What it does
When diagnosing performance problems it can be valuable to see what Chrome is doing "under the hood." One way to get a more detailed view into what's going on is to use the about:tracing tool.
Capture a trace on Chrome desktop
Sometimes Chromium developers will ask for about:tracing results in a bug report to help us understand what's going on. Here's an easy step-by-step guide: Submitting an Awesome Performance Bug
- Open a new tab and type "about:tracing" in the Omnibox.
- Press "Record". Choose the "Manually select settings" preset, leave the default boxes checked and press "Record".
- Switch back to the tab with the content you're debugging and do whatever it is that's slower than it should be (or behaving incorrectly). A few seconds of the bad activity is usually sufficient.
- Switch back to the tracing tab and press "Stop", then "Save"
- (Optional) If this is for a bug report, upload the output file as an attachment to bug. If the file is bigger than 10MB, zip it first (the files compress well, and files bigger than 10MB can be truncated during upload).
IMPORTANT: Before attaching a trace to a bug keep in mind that it will contain the URL and Title of all open tabs, URLs of subresources used by each tab, extension IDs, hardware identifying details, and other similar information that you may not want to make public.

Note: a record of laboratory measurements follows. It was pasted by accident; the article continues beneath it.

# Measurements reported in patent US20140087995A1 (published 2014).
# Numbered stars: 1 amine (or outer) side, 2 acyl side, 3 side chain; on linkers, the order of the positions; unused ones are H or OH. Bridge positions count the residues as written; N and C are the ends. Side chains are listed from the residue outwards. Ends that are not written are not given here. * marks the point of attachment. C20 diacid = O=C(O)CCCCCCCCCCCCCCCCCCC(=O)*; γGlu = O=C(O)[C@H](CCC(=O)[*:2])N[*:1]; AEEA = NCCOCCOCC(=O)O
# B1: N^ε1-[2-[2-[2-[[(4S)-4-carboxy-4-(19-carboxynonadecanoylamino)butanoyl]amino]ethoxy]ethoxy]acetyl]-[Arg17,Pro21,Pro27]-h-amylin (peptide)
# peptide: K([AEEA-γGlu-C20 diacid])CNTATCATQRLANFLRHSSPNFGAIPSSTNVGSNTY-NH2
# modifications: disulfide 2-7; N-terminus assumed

You can also record traces when starting chrome. Assuming $CHROME is set to the command you need on your OS to start chrome, the following will record the first 7 seconds of Chrome's lifetime into /tmp/foo.json
$CHROME --trace-startup --trace-startup-file=/tmp/foo.json --trace-startup-duration=7
Capture a trace from Chrome on Android (with DevTools)
This also works with tracing the system Android WebView.
1. Connect DevTools to the Android device. Follow instructions here: https://developer.chrome.com/devtools/docs/remote-debugging
2. Go to chrome://inspect?tracing on desktop chrome. Find the app to be traced, and click on the trace link beside the title.
3. Click on "Record" at top left.
4. Select trace categories. Hit Record, then Stop.
Capture a trace from Chrome on Android (on the command line)
You'll need your device running Chrome on Android with USB debugging enabled and attached to your computer. You'll also need ADB
and either a Chromium checkout or the standalone adb_trace script. Note that this procedure currently only works on Linux and Mac.
With these prerequisites in place, follow the steps below to record a trace:
1. Launch the browser
$ build/android/adb_run_content_shell URL
or (Googlers only):
$ clank/bin/adb_run_chrome URL
2. Make a screen recording (optional)
$ build/android/screenshot.py --video
$ build/android/adb_profile_chrome --browser build --time 5 --view
Note: build here refers to the version of Chrome you are tracing. Other valid values are stable, beta (see --help for a full list).
You can also use additional command line flags to capture more data. For example:
1. Systrace: --systrace gfx,view,input,freq,sched